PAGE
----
Chris Lati

By Chris Lati,

Founder Makasa Farm

This is the continuing story of Makasa Dairy Farm situated in Lower South Eastern of Kenya’s Makueni County; a semi-arid and arid area ravaged by constant drought. To keep pure and even cross-breed animals in such an environment is a challenge. As a  farmer, I am faced with the following challenges:-

Heat Stress

The temperature in Makueni soars to 32°C making a pure Friesian cow start panting heavily. The comfortable temperature for a Friesian is 24°C. The energy it uses to dissipate the heat causes the animal to produce less milk.

Tick-borne diseases

Makasa is surrounded by other farms where cattle are neither vaccinated nor sprayed. As a result tick-borne diseases such as East Coast Fever (ECF) and anaplasmosis is quite prevalent in this area.

Feed

In semi-arid and arid areas, it rains in December and April. The rest the year is dry and grass turns brown and loses it nutrients, particularly protein and energy. This makes the cows under produce resulting to unprofitability of the farm.

Due to climate change, drought now is common feature in lower Ukambani consequently the growing of fodder during this period is not feasible. If we had adequate rains we would be able to grow maize, napier grass for silage and also harvest grass for hay.

By the way, Friesian/jersey, Friesian/brown Swiss and Friesian/Sahiwal crosses have proved to be more heat tolerant and hardy than pure Friesian in this region.

Makasa Dairy farm has adapted simple innovate strategies to overcome the above mentioned challenges. If implemented would make your cows high producers even in semi-arid or arid region, like mine your cows will produce between 30 to 40 litres a day;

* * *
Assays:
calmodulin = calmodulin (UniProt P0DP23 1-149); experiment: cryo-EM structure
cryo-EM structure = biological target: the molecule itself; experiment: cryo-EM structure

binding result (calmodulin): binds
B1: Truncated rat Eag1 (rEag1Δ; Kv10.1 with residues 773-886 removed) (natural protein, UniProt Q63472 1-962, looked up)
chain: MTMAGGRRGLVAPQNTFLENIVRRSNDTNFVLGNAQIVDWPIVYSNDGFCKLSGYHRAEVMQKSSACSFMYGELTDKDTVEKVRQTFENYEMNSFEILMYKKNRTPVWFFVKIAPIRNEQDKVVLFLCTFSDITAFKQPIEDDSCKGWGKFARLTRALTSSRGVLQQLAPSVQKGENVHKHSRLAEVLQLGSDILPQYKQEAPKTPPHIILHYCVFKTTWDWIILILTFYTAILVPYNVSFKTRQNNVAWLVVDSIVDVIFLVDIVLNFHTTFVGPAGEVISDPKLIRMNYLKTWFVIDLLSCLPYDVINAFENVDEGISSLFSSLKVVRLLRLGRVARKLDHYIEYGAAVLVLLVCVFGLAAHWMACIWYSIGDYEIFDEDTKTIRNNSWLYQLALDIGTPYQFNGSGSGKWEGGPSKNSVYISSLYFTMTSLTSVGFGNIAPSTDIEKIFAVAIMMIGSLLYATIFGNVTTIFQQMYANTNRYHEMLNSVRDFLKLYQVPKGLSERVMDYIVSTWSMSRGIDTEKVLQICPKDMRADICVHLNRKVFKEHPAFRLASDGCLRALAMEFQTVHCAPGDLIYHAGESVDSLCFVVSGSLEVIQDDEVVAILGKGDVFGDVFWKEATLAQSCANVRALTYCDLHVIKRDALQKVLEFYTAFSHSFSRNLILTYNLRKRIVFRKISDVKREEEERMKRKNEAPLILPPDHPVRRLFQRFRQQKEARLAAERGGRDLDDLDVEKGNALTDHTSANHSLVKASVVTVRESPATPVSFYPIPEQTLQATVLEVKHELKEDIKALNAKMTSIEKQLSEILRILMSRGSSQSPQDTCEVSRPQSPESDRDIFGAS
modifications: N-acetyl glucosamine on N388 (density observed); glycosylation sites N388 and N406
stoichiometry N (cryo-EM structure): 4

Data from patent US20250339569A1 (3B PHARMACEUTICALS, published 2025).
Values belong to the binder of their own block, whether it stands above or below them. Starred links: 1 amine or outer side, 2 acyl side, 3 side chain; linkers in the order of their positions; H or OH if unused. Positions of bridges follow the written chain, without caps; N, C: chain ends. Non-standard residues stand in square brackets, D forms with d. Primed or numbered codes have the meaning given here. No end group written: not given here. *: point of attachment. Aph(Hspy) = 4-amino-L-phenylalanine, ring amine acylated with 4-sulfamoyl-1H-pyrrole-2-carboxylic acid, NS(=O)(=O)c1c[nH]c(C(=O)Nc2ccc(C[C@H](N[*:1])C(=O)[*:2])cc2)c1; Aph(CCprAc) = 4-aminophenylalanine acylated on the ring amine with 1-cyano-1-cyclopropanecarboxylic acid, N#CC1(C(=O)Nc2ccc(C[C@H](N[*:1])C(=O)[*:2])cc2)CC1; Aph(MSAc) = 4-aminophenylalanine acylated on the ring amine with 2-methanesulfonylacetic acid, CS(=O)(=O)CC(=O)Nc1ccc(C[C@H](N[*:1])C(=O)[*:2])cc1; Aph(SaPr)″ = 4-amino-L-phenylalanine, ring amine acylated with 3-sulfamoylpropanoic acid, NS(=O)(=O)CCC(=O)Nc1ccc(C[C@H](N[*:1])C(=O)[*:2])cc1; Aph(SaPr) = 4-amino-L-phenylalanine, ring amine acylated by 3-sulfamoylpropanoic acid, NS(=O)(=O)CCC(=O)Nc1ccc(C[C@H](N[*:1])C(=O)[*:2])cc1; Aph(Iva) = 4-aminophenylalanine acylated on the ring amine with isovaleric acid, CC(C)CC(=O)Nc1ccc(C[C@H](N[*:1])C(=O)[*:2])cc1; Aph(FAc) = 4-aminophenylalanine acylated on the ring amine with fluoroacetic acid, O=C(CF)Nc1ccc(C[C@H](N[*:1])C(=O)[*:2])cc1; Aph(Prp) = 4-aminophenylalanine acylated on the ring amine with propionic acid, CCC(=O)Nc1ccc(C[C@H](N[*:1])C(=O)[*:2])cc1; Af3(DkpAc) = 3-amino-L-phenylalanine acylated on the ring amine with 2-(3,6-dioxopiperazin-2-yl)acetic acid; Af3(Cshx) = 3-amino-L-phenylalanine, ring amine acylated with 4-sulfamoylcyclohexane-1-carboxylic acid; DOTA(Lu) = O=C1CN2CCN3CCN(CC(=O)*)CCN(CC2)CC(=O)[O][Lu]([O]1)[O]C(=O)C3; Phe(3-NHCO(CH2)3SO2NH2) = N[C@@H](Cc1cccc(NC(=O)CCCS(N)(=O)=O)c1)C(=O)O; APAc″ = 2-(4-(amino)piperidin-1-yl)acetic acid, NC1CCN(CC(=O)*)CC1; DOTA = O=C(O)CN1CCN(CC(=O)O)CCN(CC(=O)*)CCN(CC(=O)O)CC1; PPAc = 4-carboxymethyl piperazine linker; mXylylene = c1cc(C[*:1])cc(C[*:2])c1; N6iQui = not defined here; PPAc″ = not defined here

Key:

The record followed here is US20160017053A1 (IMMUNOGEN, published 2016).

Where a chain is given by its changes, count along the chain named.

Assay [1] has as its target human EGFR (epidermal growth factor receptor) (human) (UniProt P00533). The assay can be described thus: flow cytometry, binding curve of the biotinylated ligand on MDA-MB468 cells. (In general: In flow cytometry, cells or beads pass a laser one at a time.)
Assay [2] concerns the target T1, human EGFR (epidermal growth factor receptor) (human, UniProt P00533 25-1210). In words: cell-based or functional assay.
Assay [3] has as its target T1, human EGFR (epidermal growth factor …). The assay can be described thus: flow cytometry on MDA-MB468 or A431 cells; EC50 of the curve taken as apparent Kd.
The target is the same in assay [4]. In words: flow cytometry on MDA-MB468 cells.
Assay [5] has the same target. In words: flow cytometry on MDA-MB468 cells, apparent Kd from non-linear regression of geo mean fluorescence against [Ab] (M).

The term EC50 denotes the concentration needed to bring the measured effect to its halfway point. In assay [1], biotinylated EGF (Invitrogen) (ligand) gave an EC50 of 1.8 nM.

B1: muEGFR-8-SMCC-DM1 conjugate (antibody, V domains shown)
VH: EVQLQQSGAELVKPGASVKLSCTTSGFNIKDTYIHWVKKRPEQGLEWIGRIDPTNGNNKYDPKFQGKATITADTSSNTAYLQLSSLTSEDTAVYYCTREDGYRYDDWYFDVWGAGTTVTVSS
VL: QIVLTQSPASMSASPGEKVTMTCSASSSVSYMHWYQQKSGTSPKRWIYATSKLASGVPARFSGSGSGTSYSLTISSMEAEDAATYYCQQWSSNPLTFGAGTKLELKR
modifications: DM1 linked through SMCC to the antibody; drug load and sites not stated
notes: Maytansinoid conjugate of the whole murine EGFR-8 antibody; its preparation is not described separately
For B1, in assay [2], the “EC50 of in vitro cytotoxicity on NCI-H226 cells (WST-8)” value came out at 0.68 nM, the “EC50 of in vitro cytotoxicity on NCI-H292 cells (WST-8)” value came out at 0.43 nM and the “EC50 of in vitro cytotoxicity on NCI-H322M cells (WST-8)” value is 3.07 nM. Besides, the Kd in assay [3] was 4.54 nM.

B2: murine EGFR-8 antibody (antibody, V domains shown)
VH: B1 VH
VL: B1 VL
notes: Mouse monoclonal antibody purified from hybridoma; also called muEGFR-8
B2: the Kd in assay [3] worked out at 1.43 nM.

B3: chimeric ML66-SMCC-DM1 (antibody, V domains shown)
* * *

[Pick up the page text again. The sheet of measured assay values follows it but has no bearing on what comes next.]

During Early lactation (0 to 84 days after calving)

This is the most important production stage of cow. Usually the cow will produce 30 litres or more if fed as follows;

Dairy meal – 9 Kg

Magic Protein from Agriner – 1.2kg (during dry season)

Maize (coarsely ground) – 2kg

Foliage – pasture as much as it can eat

Unga High Phosphorus mineral – 200gm

The cost of such diet would be about Sh500 per day but the price of 1 litre of milk is Sh60. Milk prices are exceptionally high enabling the dairy farmers to make reasonable profits

Income

Production = 30 litres X 60 = Sh1,800

Expenses…………………………….. Sh500

Gross profit ………………………….Sh1,300

% Profit = 1300 X 100/1,800 = 72%

Late lactation stage (71 to 243 days lactating period)

During this stage, we feed the cow to acquired body condition three to four. Feed will include pasture grass which is fed ‘as much as it can eat’, dairy meal 5kg of 12MJ per kg, crude protein of 20 percent and 2kg of coarsely ground maize. If the cow calves in conditions 3 to 4 she has enough fat reserve to mobilise and produce between 20 to 40 litres per day.

Dry period stage

To rejuvenate the alveoli – milk secreting cell in the udder, we dry off the cow 60 days before calving. During this period known as steaming up, the cow is fed 4kg of dairy meal and 1kg of coarsely ground maize to maintain the necessary condition to three to four in order to produce lots of milk during early lactation.

Taming heat stress

Heat stress causes dairy cows to produce less milk in this region. To overcome this natural phenomemon, we shower the high yielding cows in early lactation daily at noon and again in the evening as they go to graze in the fields. As the water evaporates the cow is cooled and increases its feed intake.

Preventing tick-borne diseases

The prevalent diseases at Makasa or in this region is ECF and Anaplasmosis caused by ticks. Therefore, every five days we spray the cows with Dur-dip as we found that based dips are very effective in killing ECF ticks. At early lactation, we also use “pour-on” dip to ensure that during this high production period is not interrupted. At this stage, the cow is stressed and susceptible to tick-borne diseases and mastitis.

Metabolic nutritional disorders – Milk Fever

Milk fever is common nutritional disorder in the region. It is the draining of calcium from the blood due to the demand of milk production at calving or during the first days after calving. It may lead to the death of the animal or less milk production. At Makasa, we prevent this disease by injecting older cows with 200ml of Calsject immediately after calving.

Chris Lati, a retired intelligence officer, is the founder of Makasa Dairy Farm – Emali, Makueni County

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